'The Crown' Season 4: What Queen Elizabeth II Really Thought of Margaret Thatcher

Queen Elizabeth II thought Margaret Thatcher "stays too long and talks too much" and ignored her at a gala, according to the journals of a society diarist.

Season 4 of The Crown depicts the former British Prime Minister and the queen, played by Olivia Colman, at odds over class, work ethic and royal tradition.

The Conservative politician, played by Gillian Anderson, cuts close to the bone in one conversation, saying she had sacked ministers whose "privilege and entitlement" meant they "lacked grit."

The real life differences between the two female leaders at the top of British society during the 1980s are laid out in the journals of Kenneth Rose, a newspaper diarist who moved in royal circles.

An entry from September 1985, previously published in the Daily Mail, reads: "Jean Trumpington to dine.

"She relates how, when she went to take her leave of the Queen as a Baroness-in-Waiting on being promoted to be Under-Secretary in the Department of Health and Social Security, the Queen said of the PM: 'She stays too long and talks too much. She has lived too long among men'."

The Crown: Gillian Anderson as Margaret Thatcher
Gillian Anderson in her role as Margaret Thatcher in season 4 of Netflix series 'The Crown' which aired on November 15, 2020. Queen Elizabeth II reportedly thought the former British Prime Minister "talked too much." Des Willie/Netflix

Baroness Trumpington was a Conservative Lord whose family were close friends with Edward VIII, when he was Prince of Wales during her childhood, the BBC reported.

Later in his diaries, Rose felt he had found more definitive proof of the queen's less than positive view of Thatcher.

An entry for June 1, 1997, read: "To Headington for tea with [philosopher] Isaiah Berlin. We talk of relations between the Queen and her Prime Ministers.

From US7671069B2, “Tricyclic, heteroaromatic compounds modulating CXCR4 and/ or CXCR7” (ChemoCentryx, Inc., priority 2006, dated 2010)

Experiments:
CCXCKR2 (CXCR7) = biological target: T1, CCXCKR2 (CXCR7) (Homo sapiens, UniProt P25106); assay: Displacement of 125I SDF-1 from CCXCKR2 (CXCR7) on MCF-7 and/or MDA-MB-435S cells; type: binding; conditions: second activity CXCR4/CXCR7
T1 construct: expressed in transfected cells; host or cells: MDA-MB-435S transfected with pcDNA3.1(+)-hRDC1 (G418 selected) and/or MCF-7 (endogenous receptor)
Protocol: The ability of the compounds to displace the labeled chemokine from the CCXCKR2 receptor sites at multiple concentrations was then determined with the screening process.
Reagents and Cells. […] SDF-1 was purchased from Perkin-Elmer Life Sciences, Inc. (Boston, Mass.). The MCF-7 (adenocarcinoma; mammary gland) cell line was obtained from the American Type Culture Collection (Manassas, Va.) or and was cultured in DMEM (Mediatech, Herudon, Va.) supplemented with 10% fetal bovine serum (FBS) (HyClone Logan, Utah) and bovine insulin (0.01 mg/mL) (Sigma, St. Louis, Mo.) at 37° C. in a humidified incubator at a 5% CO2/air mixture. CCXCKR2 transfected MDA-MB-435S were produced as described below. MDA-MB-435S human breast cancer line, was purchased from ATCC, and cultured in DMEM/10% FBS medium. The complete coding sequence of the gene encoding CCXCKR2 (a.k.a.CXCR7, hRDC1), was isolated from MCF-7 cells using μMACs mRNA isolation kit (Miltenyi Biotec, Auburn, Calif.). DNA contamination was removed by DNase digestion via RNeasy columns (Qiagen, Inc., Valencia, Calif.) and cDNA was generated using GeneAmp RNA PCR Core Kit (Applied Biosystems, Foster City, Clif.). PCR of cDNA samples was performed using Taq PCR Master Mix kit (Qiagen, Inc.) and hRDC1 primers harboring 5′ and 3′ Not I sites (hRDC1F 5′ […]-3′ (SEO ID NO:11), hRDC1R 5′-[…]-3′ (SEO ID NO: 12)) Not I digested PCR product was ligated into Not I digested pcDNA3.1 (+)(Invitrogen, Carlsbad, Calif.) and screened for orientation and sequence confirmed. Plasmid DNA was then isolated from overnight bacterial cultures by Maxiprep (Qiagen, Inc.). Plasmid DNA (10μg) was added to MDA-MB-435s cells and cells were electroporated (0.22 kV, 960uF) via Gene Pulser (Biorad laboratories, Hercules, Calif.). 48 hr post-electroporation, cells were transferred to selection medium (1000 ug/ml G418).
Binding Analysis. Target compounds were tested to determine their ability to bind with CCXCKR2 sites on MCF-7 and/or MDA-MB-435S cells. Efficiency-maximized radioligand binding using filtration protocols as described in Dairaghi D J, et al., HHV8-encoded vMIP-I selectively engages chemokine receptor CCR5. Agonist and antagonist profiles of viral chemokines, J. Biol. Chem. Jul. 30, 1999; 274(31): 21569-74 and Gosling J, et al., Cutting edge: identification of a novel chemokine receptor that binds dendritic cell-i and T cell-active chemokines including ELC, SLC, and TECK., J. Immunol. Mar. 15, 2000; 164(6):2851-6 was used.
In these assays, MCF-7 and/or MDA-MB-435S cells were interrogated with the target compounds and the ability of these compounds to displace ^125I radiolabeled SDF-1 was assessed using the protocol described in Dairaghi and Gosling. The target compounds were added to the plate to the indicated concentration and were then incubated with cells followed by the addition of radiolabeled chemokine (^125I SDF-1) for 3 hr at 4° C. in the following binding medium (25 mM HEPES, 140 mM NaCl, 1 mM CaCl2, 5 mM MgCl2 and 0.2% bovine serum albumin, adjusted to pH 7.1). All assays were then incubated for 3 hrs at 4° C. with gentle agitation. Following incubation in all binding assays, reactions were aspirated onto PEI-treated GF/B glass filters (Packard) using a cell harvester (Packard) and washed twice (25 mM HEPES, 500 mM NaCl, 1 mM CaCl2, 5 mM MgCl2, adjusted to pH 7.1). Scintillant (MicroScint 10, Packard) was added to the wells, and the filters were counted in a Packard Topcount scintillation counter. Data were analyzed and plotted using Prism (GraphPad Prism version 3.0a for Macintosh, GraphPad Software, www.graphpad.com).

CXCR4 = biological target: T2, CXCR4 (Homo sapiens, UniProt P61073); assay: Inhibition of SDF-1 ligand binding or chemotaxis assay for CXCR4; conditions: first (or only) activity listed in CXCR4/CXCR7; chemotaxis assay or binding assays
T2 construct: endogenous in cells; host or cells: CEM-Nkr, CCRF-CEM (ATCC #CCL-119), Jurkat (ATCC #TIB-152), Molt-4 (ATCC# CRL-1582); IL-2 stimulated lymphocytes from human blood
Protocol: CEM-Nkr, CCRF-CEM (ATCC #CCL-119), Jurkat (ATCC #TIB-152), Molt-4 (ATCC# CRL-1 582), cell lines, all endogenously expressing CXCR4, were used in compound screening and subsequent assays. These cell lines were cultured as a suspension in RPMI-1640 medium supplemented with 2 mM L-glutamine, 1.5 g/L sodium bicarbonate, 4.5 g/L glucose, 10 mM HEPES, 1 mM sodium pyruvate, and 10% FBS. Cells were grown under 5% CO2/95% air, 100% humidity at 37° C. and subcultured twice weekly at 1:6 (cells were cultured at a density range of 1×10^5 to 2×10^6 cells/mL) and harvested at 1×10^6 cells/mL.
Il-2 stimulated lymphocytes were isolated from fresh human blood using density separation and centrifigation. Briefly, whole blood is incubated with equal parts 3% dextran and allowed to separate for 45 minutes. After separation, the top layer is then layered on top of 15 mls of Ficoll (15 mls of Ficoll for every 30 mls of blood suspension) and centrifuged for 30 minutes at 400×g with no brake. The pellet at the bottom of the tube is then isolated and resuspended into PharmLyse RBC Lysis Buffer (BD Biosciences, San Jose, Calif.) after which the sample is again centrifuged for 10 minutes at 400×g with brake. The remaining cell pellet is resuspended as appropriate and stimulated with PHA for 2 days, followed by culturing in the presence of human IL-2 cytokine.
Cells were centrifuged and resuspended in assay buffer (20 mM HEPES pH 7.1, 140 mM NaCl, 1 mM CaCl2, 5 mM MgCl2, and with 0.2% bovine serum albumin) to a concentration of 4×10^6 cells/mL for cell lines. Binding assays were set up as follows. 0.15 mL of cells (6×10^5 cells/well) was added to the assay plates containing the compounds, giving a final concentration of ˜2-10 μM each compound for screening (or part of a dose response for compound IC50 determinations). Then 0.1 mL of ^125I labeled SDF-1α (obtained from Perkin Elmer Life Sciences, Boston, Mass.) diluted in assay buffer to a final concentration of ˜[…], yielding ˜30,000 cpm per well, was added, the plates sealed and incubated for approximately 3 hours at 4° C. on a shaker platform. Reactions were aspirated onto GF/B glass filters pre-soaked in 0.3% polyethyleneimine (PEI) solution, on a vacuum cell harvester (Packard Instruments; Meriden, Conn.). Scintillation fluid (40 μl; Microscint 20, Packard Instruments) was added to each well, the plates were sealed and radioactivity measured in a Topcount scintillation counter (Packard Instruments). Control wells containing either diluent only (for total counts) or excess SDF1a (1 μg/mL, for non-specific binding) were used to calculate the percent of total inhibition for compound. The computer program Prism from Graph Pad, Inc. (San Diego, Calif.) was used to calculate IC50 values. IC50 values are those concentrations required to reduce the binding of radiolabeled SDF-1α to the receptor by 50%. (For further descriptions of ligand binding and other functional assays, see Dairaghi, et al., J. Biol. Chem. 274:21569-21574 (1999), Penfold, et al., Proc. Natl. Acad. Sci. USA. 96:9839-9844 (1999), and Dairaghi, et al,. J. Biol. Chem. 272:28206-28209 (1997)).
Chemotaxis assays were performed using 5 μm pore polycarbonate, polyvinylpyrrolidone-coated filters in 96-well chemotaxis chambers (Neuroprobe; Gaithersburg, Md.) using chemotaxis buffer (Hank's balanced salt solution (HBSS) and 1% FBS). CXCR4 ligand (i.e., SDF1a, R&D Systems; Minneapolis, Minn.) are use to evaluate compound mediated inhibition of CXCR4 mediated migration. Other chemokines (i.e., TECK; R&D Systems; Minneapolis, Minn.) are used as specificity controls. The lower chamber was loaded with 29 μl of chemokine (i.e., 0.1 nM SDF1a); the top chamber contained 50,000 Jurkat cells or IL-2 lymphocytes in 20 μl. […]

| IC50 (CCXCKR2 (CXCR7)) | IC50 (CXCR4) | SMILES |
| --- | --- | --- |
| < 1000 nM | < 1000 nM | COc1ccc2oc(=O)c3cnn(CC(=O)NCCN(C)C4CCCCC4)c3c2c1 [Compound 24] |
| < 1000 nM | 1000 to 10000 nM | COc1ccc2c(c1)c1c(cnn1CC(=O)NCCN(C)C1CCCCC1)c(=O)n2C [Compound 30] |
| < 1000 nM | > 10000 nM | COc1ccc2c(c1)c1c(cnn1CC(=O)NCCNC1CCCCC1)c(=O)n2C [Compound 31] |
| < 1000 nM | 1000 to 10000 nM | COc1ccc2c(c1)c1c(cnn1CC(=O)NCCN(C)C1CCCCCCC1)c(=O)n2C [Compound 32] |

"The Queen is careful never to reveal what she thinks of each, although it is generally known that she and Margaret Thatcher had sharp disagreements on the importance of the Commonwealth.

"Isaiah now has an important piece of evidence.

"Both the Queen and Thatcher came to a gala at Covent Garden, but sat in different parts of the house.

"In the interval, the Queen let it be known that she did not want to meet Mrs. Thatcher—who was sent to an upper room for drinks, as was Isaiah.

"Thatcher then said she would like to say goodbye to the Queen, a request that was ignored."

The former Prime Minister's memoir Margaret Thatcher: The Autobiography cuts a very different tone to the Netflix series, which showed awkward tension between the two leaders at their first meeting.

Queen Elizabeth II, Margaret Thatcher in Zambia
Queen Elizabeth II and Margaret Thatcher visit Zambia for the Commonwealth conference in 1979 in Lusaka, Zambia. Anwar Hussein/Getty

Thatcher writes: "Anyone who imagines that these meetings are confined to social niceties is quite wrong; they're quietly business-like and Her Majesty brings to bear a formidable grasp of current issues and breadth of experience.

"And, although the press could not resist the temptation to suggest disputes between the palace and Downing Street, I always found the queen's attitude towards the work of the government absolutely correct.

"Of course, stories of clashes between 'two powerful women' were just too good not to make up.

"In general, more nonsense was written about the so-called 'feminine factor' during my time in office than about almost anything else."

The Crown also depicts an awkward visit to see the queen in Balmoral in which Thatcher failed to fit into the formal world of royal life in the early days after her election.

With a bruised ego, the politician is then seen returning to Buckingham Palace to convey news of a cull of politicians in her cabinet.

The exchange is depicted as tense and sees Thatcher recite a poem by Chartist Charles Mackay, to demonstrate she was not afraid of making enemies.

The real-life Thatcher genuinely kept a copy of the poem, No Enemies, in a scrapbook, The Times of London reported.

Thatcher's personal assistant, Cynthia Crawford, previously told the BBC some words in the poem were underlined.

Crawford said: "She would read them over and over again for inspiration."

The poem features the line: "He who has mingled in the fray of duty that the brave endure, must have made foes.

"If you have none, small is the work that you have done."

Also accurate in The Crown's depiction is Thatcher's tendency to turn up to Balmoral without suitable footwear, The Guardian reported.

The Queen's biographer Ben Pimlott also claimed Thatcher was always eager to leave and, just like in the series, would depart Balmoral early at 6 a.m., the newspaper reported.